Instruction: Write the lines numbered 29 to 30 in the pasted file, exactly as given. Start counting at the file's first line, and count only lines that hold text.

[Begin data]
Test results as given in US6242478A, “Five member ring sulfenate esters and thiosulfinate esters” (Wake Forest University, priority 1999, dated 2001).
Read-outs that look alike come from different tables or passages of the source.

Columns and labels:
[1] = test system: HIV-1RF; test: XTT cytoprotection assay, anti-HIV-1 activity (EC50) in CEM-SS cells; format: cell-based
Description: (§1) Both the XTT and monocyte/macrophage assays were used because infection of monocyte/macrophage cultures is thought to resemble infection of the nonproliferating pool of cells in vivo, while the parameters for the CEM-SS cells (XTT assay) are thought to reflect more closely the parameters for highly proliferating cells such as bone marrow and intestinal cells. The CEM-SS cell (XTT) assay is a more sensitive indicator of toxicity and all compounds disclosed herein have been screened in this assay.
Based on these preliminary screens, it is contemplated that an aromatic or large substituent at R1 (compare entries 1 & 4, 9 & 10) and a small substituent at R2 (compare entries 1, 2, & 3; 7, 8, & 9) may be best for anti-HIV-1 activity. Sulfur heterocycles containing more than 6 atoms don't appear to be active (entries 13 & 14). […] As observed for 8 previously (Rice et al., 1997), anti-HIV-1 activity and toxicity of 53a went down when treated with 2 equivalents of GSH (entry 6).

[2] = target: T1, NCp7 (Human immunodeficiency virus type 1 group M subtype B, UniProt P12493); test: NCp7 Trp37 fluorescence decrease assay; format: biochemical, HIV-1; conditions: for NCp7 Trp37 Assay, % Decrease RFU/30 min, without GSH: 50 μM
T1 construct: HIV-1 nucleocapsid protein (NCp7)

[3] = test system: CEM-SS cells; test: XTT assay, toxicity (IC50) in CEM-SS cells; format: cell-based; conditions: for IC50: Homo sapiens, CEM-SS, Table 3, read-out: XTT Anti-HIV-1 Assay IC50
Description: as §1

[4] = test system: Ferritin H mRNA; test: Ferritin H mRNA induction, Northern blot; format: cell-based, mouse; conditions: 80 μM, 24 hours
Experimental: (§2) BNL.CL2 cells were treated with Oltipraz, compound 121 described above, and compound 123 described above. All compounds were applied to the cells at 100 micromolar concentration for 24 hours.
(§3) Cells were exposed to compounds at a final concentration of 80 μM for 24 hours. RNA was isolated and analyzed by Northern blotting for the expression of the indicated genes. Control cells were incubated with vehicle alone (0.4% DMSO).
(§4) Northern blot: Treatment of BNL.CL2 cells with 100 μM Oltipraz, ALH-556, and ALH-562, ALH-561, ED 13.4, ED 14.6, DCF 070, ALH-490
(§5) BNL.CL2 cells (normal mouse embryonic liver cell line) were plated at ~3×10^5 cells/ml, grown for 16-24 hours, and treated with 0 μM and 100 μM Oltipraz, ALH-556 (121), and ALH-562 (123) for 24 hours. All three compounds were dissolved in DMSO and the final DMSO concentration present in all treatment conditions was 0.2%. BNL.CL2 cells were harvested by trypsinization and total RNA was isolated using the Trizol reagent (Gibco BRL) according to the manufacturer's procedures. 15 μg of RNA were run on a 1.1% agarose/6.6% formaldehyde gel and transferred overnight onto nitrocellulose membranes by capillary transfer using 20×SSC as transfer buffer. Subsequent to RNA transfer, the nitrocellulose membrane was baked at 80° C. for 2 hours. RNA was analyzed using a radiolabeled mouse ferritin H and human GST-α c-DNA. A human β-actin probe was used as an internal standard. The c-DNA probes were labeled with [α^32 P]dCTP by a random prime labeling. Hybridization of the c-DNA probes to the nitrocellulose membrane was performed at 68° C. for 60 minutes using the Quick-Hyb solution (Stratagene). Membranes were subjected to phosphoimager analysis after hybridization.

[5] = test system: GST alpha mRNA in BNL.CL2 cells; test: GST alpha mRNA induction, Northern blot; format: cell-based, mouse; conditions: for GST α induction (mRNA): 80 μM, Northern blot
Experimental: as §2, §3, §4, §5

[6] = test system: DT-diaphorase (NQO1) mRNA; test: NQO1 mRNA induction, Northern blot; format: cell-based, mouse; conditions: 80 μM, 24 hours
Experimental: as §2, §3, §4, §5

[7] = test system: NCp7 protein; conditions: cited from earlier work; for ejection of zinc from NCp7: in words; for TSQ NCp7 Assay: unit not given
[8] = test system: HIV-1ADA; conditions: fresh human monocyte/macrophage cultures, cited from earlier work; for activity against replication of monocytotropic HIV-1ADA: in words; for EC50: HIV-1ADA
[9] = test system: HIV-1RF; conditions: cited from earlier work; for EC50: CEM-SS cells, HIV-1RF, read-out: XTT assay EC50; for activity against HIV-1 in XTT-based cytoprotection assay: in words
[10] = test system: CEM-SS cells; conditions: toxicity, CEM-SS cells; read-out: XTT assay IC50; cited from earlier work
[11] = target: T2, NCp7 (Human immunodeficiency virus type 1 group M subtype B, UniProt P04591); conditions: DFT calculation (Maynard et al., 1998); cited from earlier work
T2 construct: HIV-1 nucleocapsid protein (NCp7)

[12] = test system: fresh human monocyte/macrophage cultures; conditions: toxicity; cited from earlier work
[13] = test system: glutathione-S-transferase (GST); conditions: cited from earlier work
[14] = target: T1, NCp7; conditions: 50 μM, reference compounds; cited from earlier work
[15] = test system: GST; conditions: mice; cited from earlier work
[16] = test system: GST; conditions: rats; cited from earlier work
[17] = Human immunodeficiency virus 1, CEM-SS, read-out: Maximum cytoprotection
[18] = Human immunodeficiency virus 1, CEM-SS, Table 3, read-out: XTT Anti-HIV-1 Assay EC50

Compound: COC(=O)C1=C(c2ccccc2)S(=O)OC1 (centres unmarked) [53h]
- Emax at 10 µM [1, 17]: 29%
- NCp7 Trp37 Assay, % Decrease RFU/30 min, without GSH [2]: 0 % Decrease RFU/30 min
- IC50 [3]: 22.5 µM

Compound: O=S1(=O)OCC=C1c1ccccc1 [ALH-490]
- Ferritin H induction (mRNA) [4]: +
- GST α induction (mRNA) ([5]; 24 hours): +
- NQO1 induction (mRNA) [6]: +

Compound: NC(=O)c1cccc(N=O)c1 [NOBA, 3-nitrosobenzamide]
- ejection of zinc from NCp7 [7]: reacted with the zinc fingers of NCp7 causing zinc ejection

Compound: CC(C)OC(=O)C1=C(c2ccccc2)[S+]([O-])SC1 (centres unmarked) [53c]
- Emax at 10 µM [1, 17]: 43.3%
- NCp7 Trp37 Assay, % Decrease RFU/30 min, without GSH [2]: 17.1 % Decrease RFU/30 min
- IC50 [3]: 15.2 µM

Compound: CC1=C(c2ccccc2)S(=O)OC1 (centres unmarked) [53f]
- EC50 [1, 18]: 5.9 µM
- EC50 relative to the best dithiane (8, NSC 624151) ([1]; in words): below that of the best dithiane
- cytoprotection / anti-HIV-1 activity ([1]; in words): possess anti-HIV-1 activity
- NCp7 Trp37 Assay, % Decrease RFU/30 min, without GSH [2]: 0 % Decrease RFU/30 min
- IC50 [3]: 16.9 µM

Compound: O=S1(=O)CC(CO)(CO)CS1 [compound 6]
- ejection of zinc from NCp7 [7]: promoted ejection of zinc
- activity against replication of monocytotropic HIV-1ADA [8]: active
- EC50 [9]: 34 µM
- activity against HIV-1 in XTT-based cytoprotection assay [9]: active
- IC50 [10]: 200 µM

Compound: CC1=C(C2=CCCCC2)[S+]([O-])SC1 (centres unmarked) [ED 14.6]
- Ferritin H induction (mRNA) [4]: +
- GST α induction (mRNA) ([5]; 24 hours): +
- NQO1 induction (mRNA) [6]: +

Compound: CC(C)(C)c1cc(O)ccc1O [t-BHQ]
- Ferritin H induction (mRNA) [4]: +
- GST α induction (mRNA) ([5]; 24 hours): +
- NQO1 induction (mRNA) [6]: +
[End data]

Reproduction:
[15] = test system: GST; conditions: mice; cited from earlier work
[16] = test system: GST; conditions: rats; cited from earlier work